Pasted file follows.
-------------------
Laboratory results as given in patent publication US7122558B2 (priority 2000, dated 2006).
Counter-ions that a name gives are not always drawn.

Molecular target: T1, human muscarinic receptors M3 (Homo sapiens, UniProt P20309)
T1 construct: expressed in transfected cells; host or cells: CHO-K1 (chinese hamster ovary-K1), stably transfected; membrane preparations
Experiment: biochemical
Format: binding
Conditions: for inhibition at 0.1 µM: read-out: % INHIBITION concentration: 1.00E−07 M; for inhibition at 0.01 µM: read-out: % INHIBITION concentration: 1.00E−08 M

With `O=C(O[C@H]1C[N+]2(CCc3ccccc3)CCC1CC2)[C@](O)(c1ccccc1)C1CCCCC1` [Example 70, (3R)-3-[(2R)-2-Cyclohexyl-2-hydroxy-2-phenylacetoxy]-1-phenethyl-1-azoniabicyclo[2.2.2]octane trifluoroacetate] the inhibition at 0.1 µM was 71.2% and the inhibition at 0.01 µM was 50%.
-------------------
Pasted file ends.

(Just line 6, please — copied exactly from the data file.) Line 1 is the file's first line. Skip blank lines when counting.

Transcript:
Format: binding